NHL Lockout 2012: The Lockout Is Over Edition
The NHL lockout has come to a merciful ending. But don't throw roses at anyone's feet just yet.
There have been a plethora of moments during this process in which it seemed like this morning wasn't going to happen. With Gary Bettman, Donald Fehr, the NHL and the NHLPA going at each other's throats for the past few months, it felt like the two sides were never going to come to an agreement.
Well, they have. Finally. You can see the details of the agreement here, thanks to Bryan's tremendous work including two sleepless nights.
So who do you thank? Scot L. Beckenbaugh, the mediator who put in countless hours this week shuffling back and forth from the NHLPA to the NHL to keep the two sides from meeting face to face and blowing this entire thing up. Make no mistake, we would not have an agreement right now if it wasn't for Beckenbaugh, so he deserves a ton of credit for the work he did.
I was critical of Fehr back in early December when he spurned the NHL's original offer and continued to push back. I was worried that the NHL would respond by truly shutting the door on the negotiations and taking back everything they offered to put a true "hardball" offer on the table. Remember, a player has no leverage in a lockout, their careers are too short and their dollars too low compared to the other team in the negotiations. Lockouts for players is always about getting the best deal possible and running away with it.
But the NHLPA made the right call with Fehr. He's a frustrating person to negotiate against (including frustrating the fans with his laid back and patient demeanor) and it worked to a degree. Make no mistake, the NHLPA did not "win" this CBA. They lost in all the areas both sides knew they would (contract length, revenue share and variance), but they also limited the damage in many other areas. That's what Fehr can hang his hat on when all the dust has settled.
The other thing Fehr can hang his hat on? Making it so that the NHLPA can't be pushed around anymore. That was the biggest reason why the NHLPA hired Fehr in the first place, and from that standpoint you can consider this a mission accomplished. Yes, the NHL got the CBA they wanted. Or at least some of what they wanted. But Fehr did a great job limited the damage done by the NHL, and his negotiating style not only frustrated Bettman but it also threw him off his game. The NHLPA came crawling back to the NHL in 2004. This time around the two sides came to an agreement together. Trust me, this means a lot more than you think it does.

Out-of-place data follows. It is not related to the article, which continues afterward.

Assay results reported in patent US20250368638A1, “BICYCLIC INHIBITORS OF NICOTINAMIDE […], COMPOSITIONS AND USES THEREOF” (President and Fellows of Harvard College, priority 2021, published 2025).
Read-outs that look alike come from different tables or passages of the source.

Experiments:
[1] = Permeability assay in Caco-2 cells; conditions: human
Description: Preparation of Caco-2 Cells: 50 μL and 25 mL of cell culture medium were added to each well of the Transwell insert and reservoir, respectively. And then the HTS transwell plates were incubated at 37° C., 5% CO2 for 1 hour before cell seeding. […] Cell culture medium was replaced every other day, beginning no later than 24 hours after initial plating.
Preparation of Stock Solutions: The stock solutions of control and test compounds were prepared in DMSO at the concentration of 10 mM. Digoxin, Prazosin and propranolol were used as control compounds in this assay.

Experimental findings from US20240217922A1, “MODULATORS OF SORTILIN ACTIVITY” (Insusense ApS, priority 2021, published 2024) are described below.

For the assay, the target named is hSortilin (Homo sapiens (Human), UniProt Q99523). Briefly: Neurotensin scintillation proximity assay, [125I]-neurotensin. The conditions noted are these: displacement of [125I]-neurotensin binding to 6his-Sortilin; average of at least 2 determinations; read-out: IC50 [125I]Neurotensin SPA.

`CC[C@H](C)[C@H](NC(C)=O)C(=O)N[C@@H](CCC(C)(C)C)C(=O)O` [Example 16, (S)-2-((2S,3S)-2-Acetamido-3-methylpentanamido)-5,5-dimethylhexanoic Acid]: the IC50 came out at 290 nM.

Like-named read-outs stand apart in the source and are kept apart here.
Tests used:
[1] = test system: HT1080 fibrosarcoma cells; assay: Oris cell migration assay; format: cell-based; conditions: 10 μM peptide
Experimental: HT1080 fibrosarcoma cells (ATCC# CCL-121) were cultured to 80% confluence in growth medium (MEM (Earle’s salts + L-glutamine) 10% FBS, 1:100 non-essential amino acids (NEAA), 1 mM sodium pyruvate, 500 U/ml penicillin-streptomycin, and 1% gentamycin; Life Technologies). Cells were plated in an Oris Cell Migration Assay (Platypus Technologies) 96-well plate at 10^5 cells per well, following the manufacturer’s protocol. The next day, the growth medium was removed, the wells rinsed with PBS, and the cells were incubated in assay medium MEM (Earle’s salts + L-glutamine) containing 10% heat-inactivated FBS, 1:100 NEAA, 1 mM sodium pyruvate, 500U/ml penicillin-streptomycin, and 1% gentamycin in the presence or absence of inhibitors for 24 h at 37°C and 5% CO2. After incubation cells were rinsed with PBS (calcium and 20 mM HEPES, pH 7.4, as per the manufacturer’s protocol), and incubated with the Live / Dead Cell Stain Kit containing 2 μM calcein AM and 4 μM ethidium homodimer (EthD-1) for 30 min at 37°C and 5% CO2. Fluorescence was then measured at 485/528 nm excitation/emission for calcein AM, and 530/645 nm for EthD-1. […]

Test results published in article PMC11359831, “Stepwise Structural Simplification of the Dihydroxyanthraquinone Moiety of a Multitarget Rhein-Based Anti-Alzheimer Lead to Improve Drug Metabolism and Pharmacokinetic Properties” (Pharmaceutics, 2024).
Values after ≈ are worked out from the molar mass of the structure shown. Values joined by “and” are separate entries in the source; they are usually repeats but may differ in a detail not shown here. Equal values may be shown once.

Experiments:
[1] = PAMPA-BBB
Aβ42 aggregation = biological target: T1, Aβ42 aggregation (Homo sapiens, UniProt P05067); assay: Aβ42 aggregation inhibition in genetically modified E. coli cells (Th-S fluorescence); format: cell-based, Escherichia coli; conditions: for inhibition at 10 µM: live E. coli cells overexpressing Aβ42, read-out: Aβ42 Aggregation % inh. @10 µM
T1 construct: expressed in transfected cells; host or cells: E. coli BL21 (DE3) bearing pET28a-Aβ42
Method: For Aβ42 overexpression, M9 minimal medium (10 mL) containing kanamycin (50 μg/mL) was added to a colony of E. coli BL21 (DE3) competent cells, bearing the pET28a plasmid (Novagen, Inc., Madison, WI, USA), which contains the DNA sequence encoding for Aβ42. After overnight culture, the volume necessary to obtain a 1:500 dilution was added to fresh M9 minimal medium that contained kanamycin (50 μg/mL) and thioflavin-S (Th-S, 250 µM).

For the NHL, this is the second year in a row they've gotten "their" CBA. The system is much more restrictive, it saves the owners from themselves and it should help throw more money into the league's pot. Will that be enough to fix the game? Only time will tell. But if the owners feel the need to go through this again in another 10 years, well, that's going to be a major problem.
But the fact that we have 10 years (or at least eight years if one side opts out of the CBA) is the best thing to come from this. It guarantees a significant amount of time without another mess like this, and while I don't think fans or sponsors will ever forget this madness, the product speaks volumes. And if the NHL goes back to a $3.3-billion+ industry next year, well, the two sides will be lucky they didn't do more damage to the league and the sport.
For now, the important thing is that the two sides have come to a tentative agreement and we're going to see the players back on the ice soon enough. Regardless of whether it's a 50-game or a 48-game season it's great to have the NHL back. I can't tell you how excited I am.
But we never should have gotten to this pont. Like I've said through this entire process, I don't blame anyone on the Rangers for what happened. Dolan never wanted this lockout from the beginning, and the Rangers players kept themselves out of the cameras.
Other fans? Not so much. But who cares. The Rangers are back! It's a great day to be a hockey fan.